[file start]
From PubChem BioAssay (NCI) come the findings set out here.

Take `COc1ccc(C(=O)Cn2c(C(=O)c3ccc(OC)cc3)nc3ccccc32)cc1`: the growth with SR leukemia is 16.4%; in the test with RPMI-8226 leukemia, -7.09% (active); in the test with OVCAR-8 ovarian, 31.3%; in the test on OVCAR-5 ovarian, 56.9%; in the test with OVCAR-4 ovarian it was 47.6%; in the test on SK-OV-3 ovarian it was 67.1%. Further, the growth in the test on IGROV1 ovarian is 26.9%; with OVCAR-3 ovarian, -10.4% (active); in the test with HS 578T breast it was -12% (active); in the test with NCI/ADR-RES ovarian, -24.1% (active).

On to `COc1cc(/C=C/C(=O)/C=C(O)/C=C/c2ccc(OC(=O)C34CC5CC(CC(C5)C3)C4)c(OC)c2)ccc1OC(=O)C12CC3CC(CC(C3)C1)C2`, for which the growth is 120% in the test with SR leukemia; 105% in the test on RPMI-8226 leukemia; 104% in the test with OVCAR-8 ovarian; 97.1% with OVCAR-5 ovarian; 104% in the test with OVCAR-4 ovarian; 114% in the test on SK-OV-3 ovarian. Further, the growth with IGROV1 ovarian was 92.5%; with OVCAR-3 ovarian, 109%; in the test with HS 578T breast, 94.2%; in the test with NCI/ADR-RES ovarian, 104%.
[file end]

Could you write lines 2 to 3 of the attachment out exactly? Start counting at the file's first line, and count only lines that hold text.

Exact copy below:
Take `COc1ccc(C(=O)Cn2c(C(=O)c3ccc(OC)cc3)nc3ccccc32)cc1`: the growth with SR leukemia is 16.4%; in the test with RPMI-8226 leukemia, -7.09% (active); in the test with OVCAR-8 ovarian, 31.3%; in the test on OVCAR-5 ovarian, 56.9%; in the test with OVCAR-4 ovarian it was 47.6%; in the test on SK-OV-3 ovarian it was 67.1%. Further, the growth in the test on IGROV1 ovarian is 26.9%; with OVCAR-3 ovarian, -10.4% (active); in the test with HS 578T breast it was -12% (active); in the test with NCI/ADR-RES ovarian, -24.1% (active).

On to `COc1cc(/C=C/C(=O)/C=C(O)/C=C/c2ccc(OC(=O)C34CC5CC(CC(C5)C3)C4)c(OC)c2)ccc1OC(=O)C12CC3CC(CC(C3)C1)C2`, for which the growth is 120% in the test with SR leukemia; 105% in the test on RPMI-8226 leukemia; 104% in the test with OVCAR-8 ovarian; 97.1% with OVCAR-5 ovarian; 104% in the test with OVCAR-4 ovarian; 114% in the test on SK-OV-3 ovarian. Further, the growth with IGROV1 ovarian was 92.5%; with OVCAR-3 ovarian, 109%; in the test with HS 578T breast, 94.2%; in the test with NCI/ADR-RES ovarian, 104%.